The United States Air Force is currently looking for a replacement for the E-4A Nightwatch, also known as the National Operations Airborne Center (NOAC) or “Doomsday” plane, which allows Pentagon staff to operate from an airborne platform in the event of an emergency.

The current aircraft filling this role was developed in the aftermath of the Cuban Missile Crisis of 1962 and is a militarized version of the Boeing 747. It is very similar to Air Force 1 and 2, which respectively carry the President of the United States and the Vice President, and it functions as a backup White House in the event of an emergency that disables the first two options. The Air Force One is also a heavily modified version of the Boeing 747.

A report by AerotimeHUB said that the U.S. Air Force released an information notice this week and announced that it would review the possible replacement of the entire  E-4 fleet. The current aircraft date back to the 1970s, which means they are starting to reach the end of their life cycle and effectiveness to fulfill their role. The program, known as Survivable Airborne Operations Center (SAOC), will require potential suitors to make themselves known by Dec. 20.

Under normal circumstances, the military would probably look to Boeing Corp. to supply the planes. However, a little-discussed fact is that  Boeing is already facing major delays with its current replacements for the Air Force presidential aircraft that were selected in 2015. These are essentially modified Boeing 747-8 planes. Then president-elect Donald Trump had also tweeted out his opposition to the program in 2016 over its cost, which was estimated at more than $4 billion.

The 747-8th generation aircraft is the most likely candidate to replace who the aging 747 2nd generation aircraft but then, as AerotimeHub reported, the production of these planes has slowed down and the program faces cancellation. The Air Force has reportedly contracted to buy two undelivered 747-8s and retrofit them for its Air Force One replacement program to reduce delays and costs.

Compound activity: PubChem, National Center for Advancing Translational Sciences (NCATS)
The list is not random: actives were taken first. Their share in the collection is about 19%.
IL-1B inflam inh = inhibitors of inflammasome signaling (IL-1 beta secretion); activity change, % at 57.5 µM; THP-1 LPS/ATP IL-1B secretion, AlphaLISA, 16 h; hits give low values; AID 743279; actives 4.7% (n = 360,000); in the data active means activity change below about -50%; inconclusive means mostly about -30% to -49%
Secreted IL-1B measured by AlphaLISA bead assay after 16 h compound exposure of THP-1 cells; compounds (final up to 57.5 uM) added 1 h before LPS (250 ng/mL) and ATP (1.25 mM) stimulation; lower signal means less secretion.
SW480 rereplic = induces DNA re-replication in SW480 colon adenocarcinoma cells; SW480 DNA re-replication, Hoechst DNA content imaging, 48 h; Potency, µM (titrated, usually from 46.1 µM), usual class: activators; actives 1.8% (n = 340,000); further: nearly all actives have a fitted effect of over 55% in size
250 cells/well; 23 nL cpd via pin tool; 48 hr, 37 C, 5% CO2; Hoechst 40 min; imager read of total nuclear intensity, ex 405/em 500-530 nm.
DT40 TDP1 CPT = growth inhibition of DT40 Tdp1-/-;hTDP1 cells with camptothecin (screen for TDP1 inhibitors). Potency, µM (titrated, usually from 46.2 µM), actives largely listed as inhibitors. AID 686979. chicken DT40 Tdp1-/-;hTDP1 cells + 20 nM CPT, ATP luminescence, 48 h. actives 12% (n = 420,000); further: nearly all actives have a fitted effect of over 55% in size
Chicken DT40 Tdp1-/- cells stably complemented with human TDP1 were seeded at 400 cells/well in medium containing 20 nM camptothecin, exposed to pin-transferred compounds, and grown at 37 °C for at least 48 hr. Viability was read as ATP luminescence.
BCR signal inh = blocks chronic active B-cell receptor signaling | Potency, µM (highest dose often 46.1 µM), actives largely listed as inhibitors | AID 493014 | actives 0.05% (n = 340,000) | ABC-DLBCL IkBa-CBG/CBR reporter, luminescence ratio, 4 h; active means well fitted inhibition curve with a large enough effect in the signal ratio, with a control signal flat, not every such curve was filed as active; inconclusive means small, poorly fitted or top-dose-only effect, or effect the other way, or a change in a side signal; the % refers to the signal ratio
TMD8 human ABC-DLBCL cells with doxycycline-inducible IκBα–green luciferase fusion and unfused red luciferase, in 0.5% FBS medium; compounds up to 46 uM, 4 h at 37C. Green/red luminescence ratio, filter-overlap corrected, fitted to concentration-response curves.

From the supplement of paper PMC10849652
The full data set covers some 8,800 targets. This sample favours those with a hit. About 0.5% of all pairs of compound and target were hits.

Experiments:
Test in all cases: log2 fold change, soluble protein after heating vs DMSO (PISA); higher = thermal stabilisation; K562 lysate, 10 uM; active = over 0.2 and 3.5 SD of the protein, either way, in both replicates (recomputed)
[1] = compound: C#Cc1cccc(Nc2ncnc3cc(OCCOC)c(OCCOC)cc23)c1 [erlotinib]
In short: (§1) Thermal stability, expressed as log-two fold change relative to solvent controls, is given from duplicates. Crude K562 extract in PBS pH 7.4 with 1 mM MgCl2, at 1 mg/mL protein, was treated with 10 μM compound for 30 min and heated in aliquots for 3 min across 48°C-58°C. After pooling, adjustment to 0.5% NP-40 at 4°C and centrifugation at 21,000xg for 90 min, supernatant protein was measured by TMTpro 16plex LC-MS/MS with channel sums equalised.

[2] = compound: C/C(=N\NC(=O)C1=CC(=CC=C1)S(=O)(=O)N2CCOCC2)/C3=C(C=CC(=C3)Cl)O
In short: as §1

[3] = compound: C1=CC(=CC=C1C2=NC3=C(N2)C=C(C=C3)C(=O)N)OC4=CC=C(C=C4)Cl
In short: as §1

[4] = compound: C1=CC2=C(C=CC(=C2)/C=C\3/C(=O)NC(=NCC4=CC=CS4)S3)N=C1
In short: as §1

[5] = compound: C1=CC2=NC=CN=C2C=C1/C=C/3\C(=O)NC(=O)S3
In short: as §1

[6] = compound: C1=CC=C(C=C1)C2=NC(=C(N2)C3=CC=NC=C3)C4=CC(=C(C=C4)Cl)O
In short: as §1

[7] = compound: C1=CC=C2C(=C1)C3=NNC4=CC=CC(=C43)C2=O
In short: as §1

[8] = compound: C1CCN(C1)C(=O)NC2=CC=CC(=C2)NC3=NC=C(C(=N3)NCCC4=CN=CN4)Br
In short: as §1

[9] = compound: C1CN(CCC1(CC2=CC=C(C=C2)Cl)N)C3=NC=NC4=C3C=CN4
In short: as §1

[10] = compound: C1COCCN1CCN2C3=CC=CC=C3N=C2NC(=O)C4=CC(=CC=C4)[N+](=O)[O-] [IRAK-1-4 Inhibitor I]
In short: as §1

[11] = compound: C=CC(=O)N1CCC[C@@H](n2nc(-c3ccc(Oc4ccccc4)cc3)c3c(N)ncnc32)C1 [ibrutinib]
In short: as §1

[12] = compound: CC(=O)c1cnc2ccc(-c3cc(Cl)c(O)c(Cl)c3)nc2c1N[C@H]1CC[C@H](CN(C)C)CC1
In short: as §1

Boeing insiders say the company's current troubles with the 737 Max plane, after two crashes that killed 346 people, have caused funding issues for its other projects. In July, Boeing took an after-tax charge of $4.9 billion on estimated disruptions from the grounding of the planes. Boeing had indicated that it was looking forward to the 737 Max flying again in December, but the FAA has turned that into a pipedream much to the chagrin of investors, and customers including the U.S. military.

The company also stripped CEO Dennis Muilenburg of the chairman title as it focused on safety and returning the 737 MAX to service. Earlier this week it was reported that Boeing's Commercial Airplanes Chief Engineer John Hamilton, who led the response to the 737 Max crisis, is retiring.

An engineer working for Boeing's design and development department, who spoke on the condition of anonymity, told International Business Times that the company is so tied up with the 737 Max that it has not been able to focus resources on any new projects, which have fallen behind schedule. It was reported Dec. 5 that in an Oct. 18 letter to the Securities and Exchange Commission, Boeing had said that any significant setbacks in getting the 737 Max back in the air could lead to to further cutbacks in its production or even a temporary halt.

With so many political hotspots in the world, the importance of an airborne White House / Pentagon Staffing aircraft has only increased. The aircraft remain on 24X7 alert at Offutt Air Force Base in Nebraska. They have been scrambled during several crisis situations, including on 9/11 when the entire fleet was in the air for the first time in its history.

If Boeing is unable to step up to fulfill this critical Air Force requirement, who else can the contract go to? The next best candidate could be Lockheed Martin, but it may not have a suitable air frame available immediately. And that is not good for America's military preparedness.